Thoughts from the Field: Norah Barlow shares her unexpected journey to the top

Norah Barlow

Former Chief Executive, Summerset Retirement Villages

Winner of two awards at the inaugural Women in Governance Awards 2013 – Gender Diversity in Leadership and Excellence in Leadership

I was a high achiever at school. Getting married and becoming pregnant while still at university altered my path from the norm. It would have been easy to say ‘now I’m a housewife and that’s it’.

But I strongly believe you can do anything you want to do and age is not a barrier. I went back to university in my 30s, got qualified and have had a very rewarding career since then.

Opportunities can open up at any stage of life. Don’t think because you haven’t gone through the normal process, that career opportunities have passed you by. There isn’t only one pathway available. As a more mature person, you bring life skills and a confidence to work roles that are very valuable. 

My message to young women who have had a child at a young age and may have been on a benefit for a long time is to take every opportunity they can to make the best of who they are. Look for opportunities, don't think ‘I’m a single mother and I can’t do anything’.  No, it just means your life takes a different path. There’s nothing wrong with different paths.

In my experience women bring balance to the workplace and to leadership roles. We can think laterally, we multi-task, we know how to juggle family and careers so that can make us good at the juggling that business requires.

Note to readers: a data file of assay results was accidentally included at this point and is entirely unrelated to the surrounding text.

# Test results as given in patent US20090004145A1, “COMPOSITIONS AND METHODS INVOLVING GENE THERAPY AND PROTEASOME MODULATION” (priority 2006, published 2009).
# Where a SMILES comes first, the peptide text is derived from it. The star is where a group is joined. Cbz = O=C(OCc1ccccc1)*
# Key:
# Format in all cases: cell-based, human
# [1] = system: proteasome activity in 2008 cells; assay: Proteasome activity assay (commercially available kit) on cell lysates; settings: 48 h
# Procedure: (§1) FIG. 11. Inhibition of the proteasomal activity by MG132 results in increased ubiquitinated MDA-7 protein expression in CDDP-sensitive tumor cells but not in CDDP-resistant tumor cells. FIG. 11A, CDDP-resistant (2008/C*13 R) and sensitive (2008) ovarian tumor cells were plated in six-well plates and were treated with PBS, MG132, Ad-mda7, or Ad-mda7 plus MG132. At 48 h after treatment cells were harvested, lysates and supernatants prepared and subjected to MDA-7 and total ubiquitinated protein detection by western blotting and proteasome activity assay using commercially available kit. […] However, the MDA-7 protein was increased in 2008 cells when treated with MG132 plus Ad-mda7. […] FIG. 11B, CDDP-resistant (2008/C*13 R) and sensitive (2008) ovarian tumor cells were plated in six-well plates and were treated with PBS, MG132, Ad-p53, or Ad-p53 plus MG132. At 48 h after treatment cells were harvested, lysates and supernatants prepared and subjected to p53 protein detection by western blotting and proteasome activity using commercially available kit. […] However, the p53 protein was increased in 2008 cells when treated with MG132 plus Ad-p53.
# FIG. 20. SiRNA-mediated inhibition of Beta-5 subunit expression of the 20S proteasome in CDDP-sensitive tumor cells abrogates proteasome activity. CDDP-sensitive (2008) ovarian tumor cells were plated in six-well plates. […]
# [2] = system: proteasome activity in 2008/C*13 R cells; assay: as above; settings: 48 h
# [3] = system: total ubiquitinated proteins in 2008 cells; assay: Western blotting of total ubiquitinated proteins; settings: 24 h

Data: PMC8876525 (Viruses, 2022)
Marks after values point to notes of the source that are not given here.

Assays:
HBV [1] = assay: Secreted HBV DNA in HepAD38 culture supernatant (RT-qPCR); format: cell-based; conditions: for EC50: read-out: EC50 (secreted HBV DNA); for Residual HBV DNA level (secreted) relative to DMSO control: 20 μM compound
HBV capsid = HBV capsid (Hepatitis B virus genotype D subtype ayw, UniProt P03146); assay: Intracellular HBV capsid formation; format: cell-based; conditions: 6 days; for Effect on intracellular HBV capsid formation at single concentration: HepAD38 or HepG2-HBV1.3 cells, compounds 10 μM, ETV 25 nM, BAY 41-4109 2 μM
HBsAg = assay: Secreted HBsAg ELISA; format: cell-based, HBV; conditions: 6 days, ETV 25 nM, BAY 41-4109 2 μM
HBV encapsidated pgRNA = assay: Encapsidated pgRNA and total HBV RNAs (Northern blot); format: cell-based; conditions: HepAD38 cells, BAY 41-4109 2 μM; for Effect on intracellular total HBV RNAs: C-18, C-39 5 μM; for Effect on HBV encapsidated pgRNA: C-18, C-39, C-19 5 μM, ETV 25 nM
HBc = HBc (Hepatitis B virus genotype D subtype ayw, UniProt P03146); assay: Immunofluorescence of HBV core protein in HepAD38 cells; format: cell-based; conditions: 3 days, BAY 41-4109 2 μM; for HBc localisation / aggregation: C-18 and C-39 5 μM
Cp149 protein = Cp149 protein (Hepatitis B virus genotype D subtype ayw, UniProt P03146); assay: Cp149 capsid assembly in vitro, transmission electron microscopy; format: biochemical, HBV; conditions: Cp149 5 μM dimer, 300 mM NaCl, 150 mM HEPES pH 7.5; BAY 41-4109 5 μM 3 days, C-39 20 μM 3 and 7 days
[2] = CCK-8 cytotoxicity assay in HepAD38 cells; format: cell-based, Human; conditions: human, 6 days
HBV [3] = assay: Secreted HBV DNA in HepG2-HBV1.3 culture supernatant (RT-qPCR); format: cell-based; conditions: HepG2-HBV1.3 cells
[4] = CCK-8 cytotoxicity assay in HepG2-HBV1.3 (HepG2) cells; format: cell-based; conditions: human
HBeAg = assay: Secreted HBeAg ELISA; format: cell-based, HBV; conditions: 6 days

I’ve generally worked in a man’s world and what I have found is that, as a woman, I have a point of difference. There is no male ego involved, there is no one-upmanship. I think women are more inclined to work towards a consensus solution.

I believe we need more diversity at senior management and board levels. You can get a lot of ‘group think’, a lot of males who think in exactly the same way. It’s good to have women who think differently. Study after study shows diversity of boards helps them perform better.

I think women in CEO roles do that as well. There are a lot of men in the whole system and having diversity of thought is beneficial to a company. I do believe you must be the best person for the position but balance is important too.

I have found it fantastically fulfilling to be a chief executive.  It’s very intense, you work very hard, but I’ve loved every minute of it.

The best thing we can do for women is to make sure they have genuine choices. Their futures should not be determined by societal norms or business norms or family norms. A truly equal society is one where you actually have chosen a path. You are making choices because they fit with what you want to do, and you are free to make them.